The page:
How to be happy even if you're English

what is happiness and how to get it


Would you be happier if you won the lottery?




Apparently, lottery winners tend not to report themselves any happier ten years down the line.  In fact, within just three months of a significant lottery win, statistics show we return to the level of happiness we had before.

Oh dear.

Do I buy that ticket, then, or not bother?

Well, buying a ticket is our way of putting our hand up; “yes please, I’d like to be happier”.  No harm in that, aiming for happiness.  We all want to be happy.

You’re right.  But I’m sure I’d be happier if I won just a bit. Enough to pay off the mortgage, or get a deposit on a house.  That would do it.  I could relax a bit.

Sounds good, I agree.  I met a man once who did just that, and bought an extra field and a horse.  He took his horse and a cart around the village every day after that, and was very happy.  A simple life.  That’s all he wanted.

Cool.  But didn’t he want anything else?

No, he was happy enough.  He’d lived in the village all his life, with his family and friends.  That was enough for him.

There you are then.  You only need a bit.

Yes, but how much is a bit?  I met another man who had won £2,000.  “Lucky you”, I said.

“No, he complained.  It’s a kick in the teeth, £2k.  What can I do with that?  That’s only enough to keep the wife happy for a couple of weeks”.

“A kick in the teeth?”

“Too right.  I’d rather not have won anything”

“But for some people that’s life changing.  They could buy a car which could get them a job”.

“Yeah right”.

OK I get your point.  If you’re miserable by nature perhaps money can’t help.  But that was only £2,000.  The other guy obviously got more.

He did.  He won £80,000 in a syndicate win with his friends.  But I got the feeling that the first would have very happy with an extra £2,000, and the second probably wouldn’t have been any happier with the jackpot win.  It’s just the way they were.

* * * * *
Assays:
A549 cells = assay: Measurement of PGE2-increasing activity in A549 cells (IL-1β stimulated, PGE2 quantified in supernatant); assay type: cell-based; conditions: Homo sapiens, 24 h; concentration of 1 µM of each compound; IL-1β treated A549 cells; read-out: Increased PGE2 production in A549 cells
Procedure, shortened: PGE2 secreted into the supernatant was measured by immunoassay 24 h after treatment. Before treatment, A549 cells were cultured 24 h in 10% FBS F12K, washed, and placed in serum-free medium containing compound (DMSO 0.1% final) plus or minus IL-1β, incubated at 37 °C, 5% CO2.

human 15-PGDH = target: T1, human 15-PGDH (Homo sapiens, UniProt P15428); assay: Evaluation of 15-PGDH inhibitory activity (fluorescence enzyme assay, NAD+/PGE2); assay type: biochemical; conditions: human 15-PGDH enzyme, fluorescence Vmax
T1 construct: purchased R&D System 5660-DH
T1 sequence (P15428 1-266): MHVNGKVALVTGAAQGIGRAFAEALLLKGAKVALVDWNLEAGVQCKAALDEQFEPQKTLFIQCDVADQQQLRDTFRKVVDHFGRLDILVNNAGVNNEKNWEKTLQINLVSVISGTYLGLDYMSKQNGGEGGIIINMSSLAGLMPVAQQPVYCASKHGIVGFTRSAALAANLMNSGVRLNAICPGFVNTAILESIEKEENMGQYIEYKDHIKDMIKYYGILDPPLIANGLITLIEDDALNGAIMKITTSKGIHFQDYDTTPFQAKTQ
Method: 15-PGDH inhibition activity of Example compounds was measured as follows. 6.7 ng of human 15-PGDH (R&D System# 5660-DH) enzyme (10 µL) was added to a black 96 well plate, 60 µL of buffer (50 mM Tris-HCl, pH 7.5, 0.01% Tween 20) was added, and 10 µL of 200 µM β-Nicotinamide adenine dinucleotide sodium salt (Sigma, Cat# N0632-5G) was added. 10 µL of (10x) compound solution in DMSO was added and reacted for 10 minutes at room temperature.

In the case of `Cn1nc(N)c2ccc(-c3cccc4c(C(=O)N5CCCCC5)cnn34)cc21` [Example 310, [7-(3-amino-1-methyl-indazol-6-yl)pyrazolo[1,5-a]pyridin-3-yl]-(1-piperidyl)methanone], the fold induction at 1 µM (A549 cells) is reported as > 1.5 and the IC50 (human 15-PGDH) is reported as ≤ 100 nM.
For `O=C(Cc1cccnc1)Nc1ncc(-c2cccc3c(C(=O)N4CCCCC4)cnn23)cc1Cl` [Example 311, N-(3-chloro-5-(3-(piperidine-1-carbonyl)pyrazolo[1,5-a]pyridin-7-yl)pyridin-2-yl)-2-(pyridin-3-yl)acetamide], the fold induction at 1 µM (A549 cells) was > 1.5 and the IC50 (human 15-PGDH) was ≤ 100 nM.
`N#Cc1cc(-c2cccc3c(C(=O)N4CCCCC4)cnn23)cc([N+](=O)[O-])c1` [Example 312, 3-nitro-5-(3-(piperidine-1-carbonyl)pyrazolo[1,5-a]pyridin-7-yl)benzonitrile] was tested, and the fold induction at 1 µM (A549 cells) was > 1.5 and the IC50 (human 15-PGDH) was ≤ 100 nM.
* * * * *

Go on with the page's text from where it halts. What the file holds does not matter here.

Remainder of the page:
Is that it, then?  Just the way we are?

I think so.  It’s nice to think that a magic ticket would change our level of happiness just like that.  But imagine… say you got your gold lamborghini, did your round-the-world-trip, bought your dream house and had champagne for breakfast.  Six months later you’re sitting in your dream kitchen and your champagne breakfast is nice, granted, but it doesn’t have the same wow-factor that it did the first week. And you realise that breakfast is breakfast, wherever you are, and you are still the same you.  You might have a touch more tan and whiter teeth, but you’re still the same underneath.  The only difference might be that you’ve nothing left to dream about because, frankly, you’ve done it.  So what now?  What’s left?

Another holiday?

And then?  That’s the trouble; we keep chasing our tails.  Once we’ve got something, we want the next fix.  It’s like an addiction.  A habit we’ve got ourselves into, that we all subscribe to.  We link money with happiness without thinking.  Our whole society’s bound up in it.  Ultimately, money fails us on a personal level.

Point taken.  But I could give some to my friends, too.  That would be nice.  And some to charity.  It’s not all bad.  A few million could go a long way!

Yes, altruism is certainly a contributor to personal happiness.  Giving is good.

But lottery winners get hassled, don’t they?  Everyone asking for money.  And working out how to distribute it.  That’s a big responsibility.  Hard to do the right thing.

Sure, there’s a lot of thinking to be done.  And a lot of discernment.  Working out who’s genuinely motivated, where best to focus your money, all those things.  Not a bad problem though.  Not if you can do good with it.